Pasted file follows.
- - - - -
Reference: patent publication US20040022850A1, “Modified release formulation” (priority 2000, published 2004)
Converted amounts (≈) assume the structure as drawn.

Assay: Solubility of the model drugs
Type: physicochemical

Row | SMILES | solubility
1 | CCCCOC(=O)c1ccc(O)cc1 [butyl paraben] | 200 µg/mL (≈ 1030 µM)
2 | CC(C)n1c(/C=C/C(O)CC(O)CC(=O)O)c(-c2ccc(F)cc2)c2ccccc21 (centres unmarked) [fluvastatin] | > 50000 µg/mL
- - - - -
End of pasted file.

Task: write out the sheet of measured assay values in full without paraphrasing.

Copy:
Reference: patent publication US20040022850A1, “Modified release formulation” (priority 2000, published 2004)
Converted amounts (≈) assume the structure as drawn.

Assay: Solubility of the model drugs
Type: physicochemical

Row | SMILES | solubility
1 | CCCCOC(=O)c1ccc(O)cc1 [butyl paraben] | 200 µg/mL (≈ 1030 µM)
2 | CC(C)n1c(/C=C/C(O)CC(O)CC(=O)O)c(-c2ccc(F)cc2)c2ccccc21 (centres unmarked) [fluvastatin] | > 50000 µg/mL